Using Visual aids such as Microsoft Power Point also is a definite skill and advantage in a business presentation. Charts for statistics help both the communicator and receiver in a business presentation. The help the communicator by having the statistics right there in front of them as to not make a mistake presenting them. It also provides a visual aid for the receiver to not only hear but also see the statistics, or other information that is being portrayed.
Of course all of the skills have no effect if you don’t have the knowledge of what you are talking about. Knowledge of your subject is just as important, if not more important. Business presentations need to have understandable facts to enable the communicator to get their point across. Examples of gathering information situations are interviews, questions, and research. Gathering information through interview consists of several steps. The first step is to set a clear purpose for the interview. If you are seeking specific information, gear your questions toward that field. Next step is called “doing your homework”. Dow some research on your topic prior to going into an interview, being smart is more important than actually looking smart. Thirdly, you want to make sure you have sufficient and reliable sources. Nothing is worse than having a falsified, or unknown statement from an inexperienced author. Now it comes to making the appointment. What is meant by this step is making the first impression by presenting a business card or some other professional form of introduction. Next is to schedule your questions. Ask your questions in a form or process of what information you need and making the answers lead into your next group of questions as to gather more information. The final step is the actual interview, being prepared is most important. Also making your questions more of an open format as to induce a more descriptive answer, in other words, you do not want just a yes or no reply. More important gathering information techniques are to simply due the research and prepare you for the topic at hand. Most reliable source of information anyone can have is experience. Experience has to do with being comfortable and being able to answer questions with out having to think about it too much. Experience also promotes improvement and a progress change pattern. A progress change pattern is a process of making thing better. Experience provides you with more solutions to problems and creates a more capable way of communication.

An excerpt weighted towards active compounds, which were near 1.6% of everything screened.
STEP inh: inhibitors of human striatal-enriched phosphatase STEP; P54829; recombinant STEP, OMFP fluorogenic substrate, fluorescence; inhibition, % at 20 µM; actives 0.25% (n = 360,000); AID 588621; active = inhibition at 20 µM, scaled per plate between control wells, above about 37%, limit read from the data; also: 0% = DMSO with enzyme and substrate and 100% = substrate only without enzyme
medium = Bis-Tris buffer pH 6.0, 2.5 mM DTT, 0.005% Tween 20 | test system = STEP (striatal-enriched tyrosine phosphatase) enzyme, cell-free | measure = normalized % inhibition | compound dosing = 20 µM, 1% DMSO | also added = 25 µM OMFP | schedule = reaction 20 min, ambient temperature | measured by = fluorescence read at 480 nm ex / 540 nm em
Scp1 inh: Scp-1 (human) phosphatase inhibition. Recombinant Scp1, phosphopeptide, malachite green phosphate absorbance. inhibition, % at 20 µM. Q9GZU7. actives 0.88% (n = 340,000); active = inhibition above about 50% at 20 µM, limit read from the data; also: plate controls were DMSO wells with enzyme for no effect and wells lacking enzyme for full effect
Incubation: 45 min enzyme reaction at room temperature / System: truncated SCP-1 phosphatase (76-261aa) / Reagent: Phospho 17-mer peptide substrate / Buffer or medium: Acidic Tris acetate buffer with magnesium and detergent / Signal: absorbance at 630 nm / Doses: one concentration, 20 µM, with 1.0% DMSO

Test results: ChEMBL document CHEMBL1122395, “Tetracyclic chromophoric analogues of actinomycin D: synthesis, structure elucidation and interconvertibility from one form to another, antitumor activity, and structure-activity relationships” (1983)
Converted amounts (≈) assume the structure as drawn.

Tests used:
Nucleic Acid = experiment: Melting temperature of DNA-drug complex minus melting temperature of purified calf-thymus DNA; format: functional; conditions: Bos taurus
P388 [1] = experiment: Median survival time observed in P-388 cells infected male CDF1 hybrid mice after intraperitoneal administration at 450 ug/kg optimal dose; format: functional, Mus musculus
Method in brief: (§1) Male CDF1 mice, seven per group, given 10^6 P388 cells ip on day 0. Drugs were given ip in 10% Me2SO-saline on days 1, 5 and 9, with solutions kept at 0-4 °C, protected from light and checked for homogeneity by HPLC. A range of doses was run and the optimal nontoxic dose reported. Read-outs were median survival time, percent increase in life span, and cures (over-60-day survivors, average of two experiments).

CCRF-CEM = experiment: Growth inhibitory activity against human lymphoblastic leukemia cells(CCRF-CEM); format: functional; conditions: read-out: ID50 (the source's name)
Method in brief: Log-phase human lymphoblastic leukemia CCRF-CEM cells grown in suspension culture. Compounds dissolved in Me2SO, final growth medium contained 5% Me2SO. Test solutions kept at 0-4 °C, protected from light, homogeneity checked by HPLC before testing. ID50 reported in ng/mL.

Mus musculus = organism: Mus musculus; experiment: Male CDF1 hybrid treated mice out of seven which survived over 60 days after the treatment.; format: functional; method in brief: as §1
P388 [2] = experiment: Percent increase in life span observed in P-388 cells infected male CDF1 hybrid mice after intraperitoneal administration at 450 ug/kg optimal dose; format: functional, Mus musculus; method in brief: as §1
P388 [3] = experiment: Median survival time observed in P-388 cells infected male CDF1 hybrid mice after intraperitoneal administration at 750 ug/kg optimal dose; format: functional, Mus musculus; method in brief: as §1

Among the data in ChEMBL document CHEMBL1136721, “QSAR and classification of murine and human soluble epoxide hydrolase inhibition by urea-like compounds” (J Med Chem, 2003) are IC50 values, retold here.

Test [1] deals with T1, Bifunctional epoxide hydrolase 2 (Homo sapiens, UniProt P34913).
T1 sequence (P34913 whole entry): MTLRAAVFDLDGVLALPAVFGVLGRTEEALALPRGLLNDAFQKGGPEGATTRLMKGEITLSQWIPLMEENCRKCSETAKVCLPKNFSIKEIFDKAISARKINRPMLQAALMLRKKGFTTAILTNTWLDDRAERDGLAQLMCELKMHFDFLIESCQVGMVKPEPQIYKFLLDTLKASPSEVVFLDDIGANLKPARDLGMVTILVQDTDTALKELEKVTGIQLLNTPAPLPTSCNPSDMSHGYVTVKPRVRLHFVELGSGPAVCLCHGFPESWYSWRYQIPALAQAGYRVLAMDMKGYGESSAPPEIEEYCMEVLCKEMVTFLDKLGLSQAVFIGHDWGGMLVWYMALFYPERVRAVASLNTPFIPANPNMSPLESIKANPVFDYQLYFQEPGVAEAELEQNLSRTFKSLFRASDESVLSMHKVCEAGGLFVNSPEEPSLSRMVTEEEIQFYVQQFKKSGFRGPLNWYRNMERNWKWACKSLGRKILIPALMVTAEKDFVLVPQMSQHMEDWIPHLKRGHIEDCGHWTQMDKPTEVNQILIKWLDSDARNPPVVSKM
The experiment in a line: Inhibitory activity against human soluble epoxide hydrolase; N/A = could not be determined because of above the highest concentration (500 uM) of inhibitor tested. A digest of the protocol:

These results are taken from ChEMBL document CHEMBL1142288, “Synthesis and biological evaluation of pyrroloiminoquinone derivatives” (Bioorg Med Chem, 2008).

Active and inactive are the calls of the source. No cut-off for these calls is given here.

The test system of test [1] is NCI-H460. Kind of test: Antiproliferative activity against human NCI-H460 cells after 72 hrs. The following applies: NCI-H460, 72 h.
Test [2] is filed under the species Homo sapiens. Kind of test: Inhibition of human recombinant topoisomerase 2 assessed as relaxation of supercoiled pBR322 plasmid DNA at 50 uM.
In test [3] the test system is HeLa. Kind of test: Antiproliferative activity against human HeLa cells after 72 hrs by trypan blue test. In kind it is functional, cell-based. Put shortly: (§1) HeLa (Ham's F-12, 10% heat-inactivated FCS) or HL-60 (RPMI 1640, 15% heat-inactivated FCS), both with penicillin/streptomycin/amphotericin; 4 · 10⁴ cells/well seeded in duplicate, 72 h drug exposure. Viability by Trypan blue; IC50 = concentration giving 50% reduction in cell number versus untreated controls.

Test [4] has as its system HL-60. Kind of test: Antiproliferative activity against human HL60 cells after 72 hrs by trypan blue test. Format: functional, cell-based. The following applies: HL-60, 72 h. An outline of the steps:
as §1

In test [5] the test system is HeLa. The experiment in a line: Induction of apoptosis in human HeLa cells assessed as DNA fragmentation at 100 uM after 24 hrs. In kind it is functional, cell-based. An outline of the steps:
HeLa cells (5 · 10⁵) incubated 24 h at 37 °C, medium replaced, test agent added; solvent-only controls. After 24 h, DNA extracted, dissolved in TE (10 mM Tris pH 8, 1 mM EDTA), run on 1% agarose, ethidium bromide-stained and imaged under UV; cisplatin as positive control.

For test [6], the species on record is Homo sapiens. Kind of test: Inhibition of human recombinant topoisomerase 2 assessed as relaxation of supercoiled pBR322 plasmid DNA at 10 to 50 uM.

In conclusion, both the skills of communication and gathering information work hand in hand. One cannot be nearly as successful without the other. The combination of skills and knowledge will determine how to get a point across and how persuasive one can be.
Curtis, D. B., Floyd, J. J., & Winsor, J. L. (1997). Business and Professional Communication. Dubuque, Iowa: Kendall/Hunt Publishing Company.
Johnson, J. D. (1971). A Survey of Listening Programs of a Hundred Major Industries. Metuchen, NJ: Scarecrow Press
Witkin, B. R. (1993). Human Information Processing. Norwood, NJ: Ablex Publishing Corp.
U.S. Department of Health and Human Services. (1992). Survey of Jobs Training Programs (AHCPR Publication No. 92-0451). Rockville, MD: Author.